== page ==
Poor housing conditions linked to respiratory health issues in young First Nations children

Canadian Medical Association Journal

A study documenting indoor air quality and housing characteristics in 4 isolated First Nations communities in northwestern Ontario found frequent rates of respiratory infections in children under 3 years of age and that high rates of wheezing in this age group were related to poor housing conditions. The study is published in CMAJ (Canadian Medical Association Journal) https://www.cmaj.ca/lookup/doi/10.1503/cmaj.202465.

Researchers documented the extent to which many homes in the Sioux Lookout region, north of Thunder Bay, Ontario, did not meet even minimum standards, and they quantified the interior surface area of mould, monitored indoor air quality for 3–5 days in main living areas and conducted other detailed analyses, such as dust mite concentration and contaminants from wood smoke that could affect respiratory health.

Recent news coverage of requests for the Canadian Armed Forces to help remote Indigenous communities with COVID-19 outbreaks, which are partly attributable to poor housing conditions — particularly reduced ventilation and overcrowding — underscores the relevancy of these findings in a broader sense.

“Without adequate ventilation, these houses are like living in a plastic bag,” says Michael McKay, director of Housing and Infrastructure, Nishnawbe Aski Nation, and a study author.

“Centuries of assimilation tactics, colonialism and systemic racism have created structural barriers including employment, education, economic and housing inadequacies, as well as systematically disrupting transfer of intergenerational life skills,” writes McKay along with Dr. Thomas Kovesi, a pediatric respirologist and clinical investigator at CHEO, and professor, University of Ottawa, and the other coauthors.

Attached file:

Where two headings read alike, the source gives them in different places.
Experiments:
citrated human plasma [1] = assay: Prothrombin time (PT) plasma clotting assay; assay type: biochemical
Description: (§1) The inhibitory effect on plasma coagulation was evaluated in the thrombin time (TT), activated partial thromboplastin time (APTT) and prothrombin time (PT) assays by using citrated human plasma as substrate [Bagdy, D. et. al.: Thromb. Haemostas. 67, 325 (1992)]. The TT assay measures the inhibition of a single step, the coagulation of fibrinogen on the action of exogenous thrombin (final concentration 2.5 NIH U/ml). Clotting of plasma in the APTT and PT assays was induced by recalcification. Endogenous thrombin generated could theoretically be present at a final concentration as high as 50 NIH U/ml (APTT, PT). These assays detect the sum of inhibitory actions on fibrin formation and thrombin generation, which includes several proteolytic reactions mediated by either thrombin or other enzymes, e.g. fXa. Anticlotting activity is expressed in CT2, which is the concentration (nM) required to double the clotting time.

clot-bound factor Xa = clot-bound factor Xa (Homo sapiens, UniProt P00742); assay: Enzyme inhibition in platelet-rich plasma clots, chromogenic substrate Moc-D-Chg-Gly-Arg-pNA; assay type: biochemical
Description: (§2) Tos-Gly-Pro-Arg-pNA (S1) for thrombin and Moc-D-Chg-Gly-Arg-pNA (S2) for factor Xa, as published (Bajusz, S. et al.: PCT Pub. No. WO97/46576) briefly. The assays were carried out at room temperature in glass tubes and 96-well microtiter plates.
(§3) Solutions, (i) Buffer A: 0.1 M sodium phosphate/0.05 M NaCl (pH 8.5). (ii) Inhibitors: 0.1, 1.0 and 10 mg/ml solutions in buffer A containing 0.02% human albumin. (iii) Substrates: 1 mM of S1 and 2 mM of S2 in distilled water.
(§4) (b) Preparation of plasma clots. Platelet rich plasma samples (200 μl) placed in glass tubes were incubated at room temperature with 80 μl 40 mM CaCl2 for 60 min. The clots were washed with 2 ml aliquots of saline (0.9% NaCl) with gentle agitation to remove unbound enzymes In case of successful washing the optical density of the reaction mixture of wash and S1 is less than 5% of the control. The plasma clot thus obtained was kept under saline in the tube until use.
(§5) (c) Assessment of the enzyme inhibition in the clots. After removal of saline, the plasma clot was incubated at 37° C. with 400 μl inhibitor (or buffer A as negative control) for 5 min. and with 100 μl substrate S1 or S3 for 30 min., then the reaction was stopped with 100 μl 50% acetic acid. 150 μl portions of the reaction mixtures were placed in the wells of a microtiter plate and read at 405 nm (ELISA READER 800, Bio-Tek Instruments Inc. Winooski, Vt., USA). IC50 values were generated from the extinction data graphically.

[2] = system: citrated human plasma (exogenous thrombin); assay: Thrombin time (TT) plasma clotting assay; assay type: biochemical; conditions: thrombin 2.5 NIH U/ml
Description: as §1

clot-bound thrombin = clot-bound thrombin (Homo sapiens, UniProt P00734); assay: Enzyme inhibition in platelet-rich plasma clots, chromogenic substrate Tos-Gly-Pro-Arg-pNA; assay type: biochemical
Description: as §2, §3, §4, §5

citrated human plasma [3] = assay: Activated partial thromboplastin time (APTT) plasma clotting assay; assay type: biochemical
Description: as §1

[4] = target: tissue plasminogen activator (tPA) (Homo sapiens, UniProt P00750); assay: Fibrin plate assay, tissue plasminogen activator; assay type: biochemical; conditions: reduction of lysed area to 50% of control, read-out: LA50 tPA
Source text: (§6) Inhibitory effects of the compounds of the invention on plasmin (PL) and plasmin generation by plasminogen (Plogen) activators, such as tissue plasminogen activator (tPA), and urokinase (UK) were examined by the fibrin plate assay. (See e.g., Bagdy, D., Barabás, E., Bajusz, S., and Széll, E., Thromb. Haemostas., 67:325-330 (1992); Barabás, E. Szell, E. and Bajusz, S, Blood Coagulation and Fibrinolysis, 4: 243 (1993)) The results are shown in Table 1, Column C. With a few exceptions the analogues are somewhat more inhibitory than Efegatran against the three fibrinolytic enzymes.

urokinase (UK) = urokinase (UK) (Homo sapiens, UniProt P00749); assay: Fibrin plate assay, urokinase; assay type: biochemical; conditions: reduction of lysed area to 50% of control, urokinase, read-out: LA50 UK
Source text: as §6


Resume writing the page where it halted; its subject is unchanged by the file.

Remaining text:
“Inequalities and underfunding have resulted in houses that are poorly constructed and of insufficient size, with inadequate funding for maintenance and upkeep,” write the authors.

Researchers found high levels of interior surface area of mould and high levels of endotoxin (the residue of certain bacteria), which is associated with wheeze. Eighty-five percent of the houses lacked controlled ventilation, over half had damaged windows, 44% showed water penetration in exterior walls and 6% had immediate safety issues. Twenty-one percent of the children in the study were admitted to hospital during the first 2 years of life, and 25% of the children were medically evacuated for respiratory illness. Wheezing with colds was seen in more than one-third (39%) of children, although only 4% were diagnosed with asthma.

The study was conducted in partnership with the Sioux Lookout Meno Ya Win Health Centre, Sioux Lookout First Nations Health Authority and the Nishnawbe Aski Nation.

The authors urge action on improving housing and infrastructure in communities to benefit the overall health of First Nations peoples.

“Increased housing stock appropriate for local geographic, climatic and cultural needs should be matched to solutions that are [First Nations] led and governed. Economic opportunity, elimination of food insecurity and provision of potable water will allow communities and residents to apply more resources to the upkeep of existing houses,” they conclude.

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